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The following is an excerpt from John Wesley's Collection of Hymns for the Use of the People Called Methodists, published in 1779:

[The] Hymn-Book you have now before you . . . It is not so large as to be either cumbersome or expensive; and it is large enough to contain such a variety of hymns as will not soon be worn threadbare.

It is large enough to contain all the important truths of our most holy religion, whether speculative or practical; yea, to illustrate them all and to prove them both by Scripture and reason; and this is done in a regular order. The hymns are not carelessly jumbled together, but carefully ranged under proper heads, according to the experience of real Christians. So that this book is, in effect, a little body of experimental and practical divinity.

As but a small part of these hymns is of my own composing, I do not think it inconsistent with modesty to declare, that I am persuaded no such hymn-book as this has yet been published in the English language.

In what other publication of the kind have you so distinct and full an account of scriptural Christianity? Such a declaration of the heights and depths of religion, speculative and practical? So strong cautions against the most plausible errors; particularly those that are now most prevalent? And so clear directions for making your calling and election sure; for perfecting holiness in the fear of God?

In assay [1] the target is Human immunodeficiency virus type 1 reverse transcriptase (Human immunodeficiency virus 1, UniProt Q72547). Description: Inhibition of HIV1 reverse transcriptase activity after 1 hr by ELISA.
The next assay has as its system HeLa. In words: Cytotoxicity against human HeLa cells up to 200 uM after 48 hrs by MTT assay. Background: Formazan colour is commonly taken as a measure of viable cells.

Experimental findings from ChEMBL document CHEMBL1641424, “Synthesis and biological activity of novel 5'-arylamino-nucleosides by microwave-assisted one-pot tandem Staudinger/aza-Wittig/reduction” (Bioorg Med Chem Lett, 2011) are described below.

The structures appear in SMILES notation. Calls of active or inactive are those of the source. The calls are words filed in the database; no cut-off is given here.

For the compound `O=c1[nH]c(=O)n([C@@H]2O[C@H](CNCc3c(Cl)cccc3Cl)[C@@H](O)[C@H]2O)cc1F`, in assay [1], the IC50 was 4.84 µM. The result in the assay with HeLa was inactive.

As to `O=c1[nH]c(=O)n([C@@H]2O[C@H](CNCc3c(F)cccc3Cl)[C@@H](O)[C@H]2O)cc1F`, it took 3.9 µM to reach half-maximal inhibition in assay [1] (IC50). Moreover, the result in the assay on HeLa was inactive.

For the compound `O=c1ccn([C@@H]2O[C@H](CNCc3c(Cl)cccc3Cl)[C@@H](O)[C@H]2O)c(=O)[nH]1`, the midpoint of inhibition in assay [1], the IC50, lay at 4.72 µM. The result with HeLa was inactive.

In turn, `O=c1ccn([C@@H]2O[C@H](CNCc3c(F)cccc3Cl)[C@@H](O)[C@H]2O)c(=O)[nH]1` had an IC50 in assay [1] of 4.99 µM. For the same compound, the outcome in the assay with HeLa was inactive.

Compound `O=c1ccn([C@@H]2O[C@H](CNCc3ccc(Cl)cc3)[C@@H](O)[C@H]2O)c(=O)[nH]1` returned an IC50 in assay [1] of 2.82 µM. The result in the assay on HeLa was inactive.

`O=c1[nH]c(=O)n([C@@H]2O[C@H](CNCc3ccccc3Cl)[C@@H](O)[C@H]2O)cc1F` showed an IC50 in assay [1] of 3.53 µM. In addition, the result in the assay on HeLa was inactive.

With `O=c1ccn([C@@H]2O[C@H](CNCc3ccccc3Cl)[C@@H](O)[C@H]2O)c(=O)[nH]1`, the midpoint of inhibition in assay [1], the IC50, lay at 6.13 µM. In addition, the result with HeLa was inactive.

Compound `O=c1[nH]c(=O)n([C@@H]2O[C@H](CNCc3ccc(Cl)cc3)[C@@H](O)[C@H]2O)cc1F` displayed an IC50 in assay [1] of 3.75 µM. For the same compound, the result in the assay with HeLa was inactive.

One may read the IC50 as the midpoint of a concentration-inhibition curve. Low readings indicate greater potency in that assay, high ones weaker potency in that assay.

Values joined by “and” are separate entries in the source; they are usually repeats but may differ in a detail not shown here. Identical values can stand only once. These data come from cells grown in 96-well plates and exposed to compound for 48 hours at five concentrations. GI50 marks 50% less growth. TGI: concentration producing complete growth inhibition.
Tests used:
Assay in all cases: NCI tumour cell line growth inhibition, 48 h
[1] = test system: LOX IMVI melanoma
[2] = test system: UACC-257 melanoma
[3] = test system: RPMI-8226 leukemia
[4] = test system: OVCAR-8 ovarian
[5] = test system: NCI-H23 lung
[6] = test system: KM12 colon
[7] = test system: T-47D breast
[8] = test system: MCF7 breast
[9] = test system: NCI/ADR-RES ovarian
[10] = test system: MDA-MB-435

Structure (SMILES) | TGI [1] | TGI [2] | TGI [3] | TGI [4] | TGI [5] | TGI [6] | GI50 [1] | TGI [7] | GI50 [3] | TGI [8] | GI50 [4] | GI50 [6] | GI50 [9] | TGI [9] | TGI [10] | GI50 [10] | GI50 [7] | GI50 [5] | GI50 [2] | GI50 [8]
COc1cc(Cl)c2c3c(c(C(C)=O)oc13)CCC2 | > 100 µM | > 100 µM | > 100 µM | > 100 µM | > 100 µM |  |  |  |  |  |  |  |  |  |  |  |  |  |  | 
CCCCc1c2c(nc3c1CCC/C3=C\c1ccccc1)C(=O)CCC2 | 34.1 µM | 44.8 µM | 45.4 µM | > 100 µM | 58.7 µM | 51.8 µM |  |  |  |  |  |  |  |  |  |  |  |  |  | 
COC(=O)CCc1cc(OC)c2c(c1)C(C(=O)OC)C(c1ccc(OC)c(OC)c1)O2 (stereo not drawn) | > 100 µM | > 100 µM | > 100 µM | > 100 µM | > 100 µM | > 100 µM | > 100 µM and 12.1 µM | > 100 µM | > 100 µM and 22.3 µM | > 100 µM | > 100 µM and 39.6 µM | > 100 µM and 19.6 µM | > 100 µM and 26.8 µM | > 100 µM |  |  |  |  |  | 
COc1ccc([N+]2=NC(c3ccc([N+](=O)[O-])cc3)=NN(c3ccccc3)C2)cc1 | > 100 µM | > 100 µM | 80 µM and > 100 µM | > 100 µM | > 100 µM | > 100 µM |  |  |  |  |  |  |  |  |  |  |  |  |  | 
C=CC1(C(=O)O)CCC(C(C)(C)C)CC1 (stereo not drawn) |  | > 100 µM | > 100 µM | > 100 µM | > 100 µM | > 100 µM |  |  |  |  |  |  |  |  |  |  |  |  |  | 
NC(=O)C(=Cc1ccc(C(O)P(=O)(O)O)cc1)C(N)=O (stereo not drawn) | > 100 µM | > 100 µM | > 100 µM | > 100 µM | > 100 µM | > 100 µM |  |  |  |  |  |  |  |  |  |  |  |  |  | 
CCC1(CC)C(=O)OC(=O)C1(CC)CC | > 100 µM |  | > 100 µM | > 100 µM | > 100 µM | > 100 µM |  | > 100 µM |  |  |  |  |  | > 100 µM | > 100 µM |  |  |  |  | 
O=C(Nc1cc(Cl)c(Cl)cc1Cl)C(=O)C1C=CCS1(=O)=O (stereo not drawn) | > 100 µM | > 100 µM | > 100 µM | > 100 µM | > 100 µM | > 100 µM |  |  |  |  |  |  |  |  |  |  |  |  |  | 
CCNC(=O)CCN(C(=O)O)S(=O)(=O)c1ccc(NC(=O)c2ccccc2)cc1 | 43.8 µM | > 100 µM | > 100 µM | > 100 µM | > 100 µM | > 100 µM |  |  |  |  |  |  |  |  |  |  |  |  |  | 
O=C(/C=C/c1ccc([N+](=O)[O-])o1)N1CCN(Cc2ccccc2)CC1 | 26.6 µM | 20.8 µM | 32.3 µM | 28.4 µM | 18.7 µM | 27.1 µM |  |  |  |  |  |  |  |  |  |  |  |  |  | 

May I be permitted to add a few words with regard to the poetry? Then I will speak to those who are judges thereof, with all freedom and unreserve. To these I may say, without offence,

1. In these hymns there is no doggerel; no botches; nothing put in to patch up the rhyme; no feeble expletives.

2. Here is nothing turgid or bombast, on the one hand, or low and creeping, on the other.

3. Here are no cant expressions; no words without meaning. Those who impute this to us know not what they say. We talk common sense, both in prose and verse, and use no word but in a fixed and determinate sense.

4. Here are, allow me to say, both the purity, the strength, and the elegance of the English language; and, at the same time, the utmost simplicity and plainness, suited to every capacity. Lastly, I desire men of taste to judge, (these are the only competent judges) whether there be not in some of the following hymns the true spirit of poetry, such as cannot be acquired by art and labour, but must be the gift of nature. By labour a man may become a tolerable imitator of Spencer, Shakespeare, or Milton; and may heap together pretty compound epithets, as "pale-eyed," "meek-eyed," and the like; but unless he be born a poet, he will never attain the genuine spirit of poetry.

 


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